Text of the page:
Iran Elections: Why They Matter

Iran Tehran Middle East Elections
Iranian women partake in a reformist campaign for the upcoming parliamentary elections in Tehran, February 20, 2016. Reuters/Raheb Homavandi/TIMA

On Friday, Iranians will take to the polls to decide who makes up the country’s majlis, or parliament, and the Assembly of Experts. These elections will see the Islamic Republic vote for the first time since it sealed an historic nuclear agreement with six world powers in July 2015, in order to lift a crippling international sanctions regime on the Iranian economy. But why are these elections important?

The Iranian parliament matters

The parliament is Iran’s main legislative body and decides what bills to pass into law and cabinet appointments. Approximately 6,000 candidates are vying for 290 seats. In Tehran alone, 1,000 candidates are jostling for 30 seats. The parliament consists of mostly conservative lawmakers but, while a major shift is not predicted, a more moderate parliament could change the direction of domestic and foreign policy in a post-nuclear deal Iran.

Parliament influences decision-making by defining the parameters by which the administration of Iranian President Hassan Rouhani can maneuver, says Nazanin Soroush, MENA analyst at defense consultancy IHS Janes.

“Although the Guardian Council [an influential 12-member council that interprets the Iranian constitution, supervises elections and approves candidates] has to approve all legislation before it becomes law, a parliament that is cooperative towards the Rowhani administration will strengthen the popular mandate for the government's policies, making it harder for the council to repeatedly and overtly obstruct them,” she says.

The Assembly of Experts could decide the next Supreme Leader

This organ is Iran’s highest clerical body. More than 800 people applied to stand for the 88-member assembly, with just 161 approved. No women were permitted to stand for this body.

It has the authority to remove the Supreme Leader, a highly unlikely event due to Ayatollah Ali Khamenei’s influence. Yet, due to Khamenei suffering from ill health and his age (76), there is a possibility that this body, which serves for eight years, will decide the next Supreme Leader of Iran.

“The idea is that if the moderates can build a large or majority bloc and marginalize hardline conservatives, they will be in a strong position to choose the next supreme leader who could change the direction of the country,” says Farzan Sabet, Nuclear Security Fellow at the Center for International Security and Cooperation at Stanford University and managing editor of IranPolitik, a website focused on Iranian politics.

Elite factions in Iran will also informally play a significant role in the succession process by influencing the member clerics of the Assembly, says Soroush. “While the Assembly of Experts is—probably deliberately—an opaque organization, the nature of alliances formed by the member clerics will likely play a decisive role in the succession process.”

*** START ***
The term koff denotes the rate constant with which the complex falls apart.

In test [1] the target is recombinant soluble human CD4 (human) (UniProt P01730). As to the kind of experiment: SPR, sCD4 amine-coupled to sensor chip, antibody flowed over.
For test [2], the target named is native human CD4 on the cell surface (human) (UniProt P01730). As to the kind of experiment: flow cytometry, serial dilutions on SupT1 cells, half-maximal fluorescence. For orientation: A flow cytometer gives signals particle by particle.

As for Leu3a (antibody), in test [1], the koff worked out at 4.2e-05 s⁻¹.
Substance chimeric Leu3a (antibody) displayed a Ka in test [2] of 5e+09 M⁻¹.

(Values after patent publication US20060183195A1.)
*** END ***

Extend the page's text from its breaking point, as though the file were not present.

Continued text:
The election pits moderates against hardliners

Despite some 6,000 candidates running to enter the Iranian parliament, more than 12,000 people registered to stand as candidates but more than half were disqualified from doing so for a variety of reasons, such as a lack of education or commitment to the Islamic Republic. According to political risk consultancy Maplecroft, the Guardian Council rejected 45 percent of the parliamentary candidates and 74 percent of the Assembly of Experts candidates in this election. Such stringent vetting means that the choice for Iranians becomes more limited when it comes to the vote.

Polling day will see different sections of Iranian society come together to decide on their candidates, those who favor the more moderate Rouhani or those who back the conservative bloc in the country that hopes to use this election to hamper Rouhani’s hopes of reelection in 2017. This “narrow band” that the Iranian political system offers ordinary citizens can potentially make a real difference to their daily lives, says Sabet.

“Both moderates and conservatives will be overseeing the election, the former through Rouhani’s Interior Ministry and the latter through the Guardian Council, which reduces the chance for outright systematic fraud in the moderate versus conservative competition,” he adds.

They have implications for President Hassan Rouhani’s re-election in 2017

As well as affecting the everyday lives of your average Iranian, the vote could also decide the fate of Rouhani’s reelection campaign next year. While the parliament will shape how Rouhani’s future policies are received by the wider public, this vote will serve as a barometer for current public opinion. “The Iranians’ turnout and their candidate choice will indicate how they feel about Rouhani’s performance and the direction of the country overall,” says Sabet.

The results, in favor of Rouhani’s moderate bloc or against it, will also decide how far he can go in implementing economic reforms and expanding social and political freedoms. “The primary impact on the Rouhani administration is on the domestic front,” says Soroush. “A majority pro-Rouhani parliament will likely improve his ability to proceed with some modest economic reforms intended to attract substantial foreign investment, while a split or hard-line conservative majority parliament will likely delay or outright obstruct Rouhani's efforts.”

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